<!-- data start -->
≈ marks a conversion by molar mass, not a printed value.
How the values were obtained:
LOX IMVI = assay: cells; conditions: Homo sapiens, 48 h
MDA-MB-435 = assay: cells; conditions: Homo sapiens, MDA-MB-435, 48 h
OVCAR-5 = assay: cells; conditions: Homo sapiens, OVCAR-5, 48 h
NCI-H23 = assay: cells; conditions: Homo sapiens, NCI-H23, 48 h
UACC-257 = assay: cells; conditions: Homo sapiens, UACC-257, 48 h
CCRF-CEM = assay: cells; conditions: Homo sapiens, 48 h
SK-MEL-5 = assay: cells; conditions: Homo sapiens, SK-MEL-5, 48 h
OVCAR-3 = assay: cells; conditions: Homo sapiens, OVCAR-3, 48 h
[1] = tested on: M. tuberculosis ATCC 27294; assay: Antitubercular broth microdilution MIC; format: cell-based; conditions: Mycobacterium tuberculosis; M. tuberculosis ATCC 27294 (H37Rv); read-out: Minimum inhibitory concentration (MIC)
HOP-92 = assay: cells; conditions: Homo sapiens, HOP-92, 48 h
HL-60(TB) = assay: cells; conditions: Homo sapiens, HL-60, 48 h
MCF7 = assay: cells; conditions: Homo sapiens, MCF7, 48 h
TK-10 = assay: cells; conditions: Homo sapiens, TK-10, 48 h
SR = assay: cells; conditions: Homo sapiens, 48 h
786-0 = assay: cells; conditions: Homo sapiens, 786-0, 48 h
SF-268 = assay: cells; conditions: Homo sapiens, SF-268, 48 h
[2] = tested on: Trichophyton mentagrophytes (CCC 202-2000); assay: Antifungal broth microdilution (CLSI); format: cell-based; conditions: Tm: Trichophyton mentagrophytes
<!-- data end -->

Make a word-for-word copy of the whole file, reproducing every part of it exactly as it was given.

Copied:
≈ marks a conversion by molar mass, not a printed value.
How the values were obtained:
LOX IMVI = assay: cells; conditions: Homo sapiens, 48 h
MDA-MB-435 = assay: cells; conditions: Homo sapiens, MDA-MB-435, 48 h
OVCAR-5 = assay: cells; conditions: Homo sapiens, OVCAR-5, 48 h
NCI-H23 = assay: cells; conditions: Homo sapiens, NCI-H23, 48 h
UACC-257 = assay: cells; conditions: Homo sapiens, UACC-257, 48 h
CCRF-CEM = assay: cells; conditions: Homo sapiens, 48 h
SK-MEL-5 = assay: cells; conditions: Homo sapiens, SK-MEL-5, 48 h
OVCAR-3 = assay: cells; conditions: Homo sapiens, OVCAR-3, 48 h
[1] = tested on: M. tuberculosis ATCC 27294; assay: Antitubercular broth microdilution MIC; format: cell-based; conditions: Mycobacterium tuberculosis; M. tuberculosis ATCC 27294 (H37Rv); read-out: Minimum inhibitory concentration (MIC)
HOP-92 = assay: cells; conditions: Homo sapiens, HOP-92, 48 h
HL-60(TB) = assay: cells; conditions: Homo sapiens, HL-60, 48 h
MCF7 = assay: cells; conditions: Homo sapiens, MCF7, 48 h
TK-10 = assay: cells; conditions: Homo sapiens, TK-10, 48 h
SR = assay: cells; conditions: Homo sapiens, 48 h
786-0 = assay: cells; conditions: Homo sapiens, 786-0, 48 h
SF-268 = assay: cells; conditions: Homo sapiens, SF-268, 48 h
[2] = tested on: Trichophyton mentagrophytes (CCC 202-2000); assay: Antifungal broth microdilution (CLSI); format: cell-based; conditions: Tm: Trichophyton mentagrophytes